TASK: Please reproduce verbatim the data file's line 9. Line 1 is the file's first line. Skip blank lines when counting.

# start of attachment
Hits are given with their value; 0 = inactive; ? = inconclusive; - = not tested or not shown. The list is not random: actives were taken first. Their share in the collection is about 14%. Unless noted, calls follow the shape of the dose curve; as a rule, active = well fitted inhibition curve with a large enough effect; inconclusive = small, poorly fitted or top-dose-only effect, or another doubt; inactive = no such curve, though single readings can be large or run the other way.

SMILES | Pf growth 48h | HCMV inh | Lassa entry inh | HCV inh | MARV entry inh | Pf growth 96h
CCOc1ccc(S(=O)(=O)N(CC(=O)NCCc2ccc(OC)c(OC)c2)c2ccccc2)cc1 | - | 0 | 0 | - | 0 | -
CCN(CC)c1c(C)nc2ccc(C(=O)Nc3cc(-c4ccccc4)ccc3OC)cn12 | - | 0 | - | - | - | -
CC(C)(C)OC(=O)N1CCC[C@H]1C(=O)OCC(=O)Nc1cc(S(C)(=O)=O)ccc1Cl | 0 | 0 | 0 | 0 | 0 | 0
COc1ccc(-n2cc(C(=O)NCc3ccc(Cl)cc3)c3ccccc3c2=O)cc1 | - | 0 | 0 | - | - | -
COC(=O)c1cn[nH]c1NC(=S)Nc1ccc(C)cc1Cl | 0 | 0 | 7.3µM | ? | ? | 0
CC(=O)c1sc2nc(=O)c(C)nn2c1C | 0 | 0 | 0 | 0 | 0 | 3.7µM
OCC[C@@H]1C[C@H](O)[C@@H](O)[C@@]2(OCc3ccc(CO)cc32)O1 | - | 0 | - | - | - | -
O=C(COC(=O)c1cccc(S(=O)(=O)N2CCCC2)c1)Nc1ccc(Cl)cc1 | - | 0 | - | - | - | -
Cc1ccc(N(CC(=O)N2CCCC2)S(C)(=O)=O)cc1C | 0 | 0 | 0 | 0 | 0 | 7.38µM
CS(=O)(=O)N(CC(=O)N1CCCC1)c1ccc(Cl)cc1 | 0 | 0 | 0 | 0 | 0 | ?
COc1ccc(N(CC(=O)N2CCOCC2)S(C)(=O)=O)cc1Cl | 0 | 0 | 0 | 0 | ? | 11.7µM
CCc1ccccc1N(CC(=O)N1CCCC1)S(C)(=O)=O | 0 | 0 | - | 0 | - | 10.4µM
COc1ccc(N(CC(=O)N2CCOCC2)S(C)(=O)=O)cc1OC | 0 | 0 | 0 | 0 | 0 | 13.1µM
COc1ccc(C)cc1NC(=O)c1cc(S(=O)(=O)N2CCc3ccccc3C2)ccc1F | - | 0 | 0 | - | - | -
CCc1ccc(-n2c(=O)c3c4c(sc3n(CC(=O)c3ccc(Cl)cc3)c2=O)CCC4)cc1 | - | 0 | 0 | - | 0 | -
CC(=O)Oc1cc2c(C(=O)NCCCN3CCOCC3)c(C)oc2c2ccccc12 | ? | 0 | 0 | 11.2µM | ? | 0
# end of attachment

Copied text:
OCC[C@@H]1C[C@H](O)[C@@H](O)[C@@]2(OCc3ccc(CO)cc32)O1 | - | 0 | - | - | - | -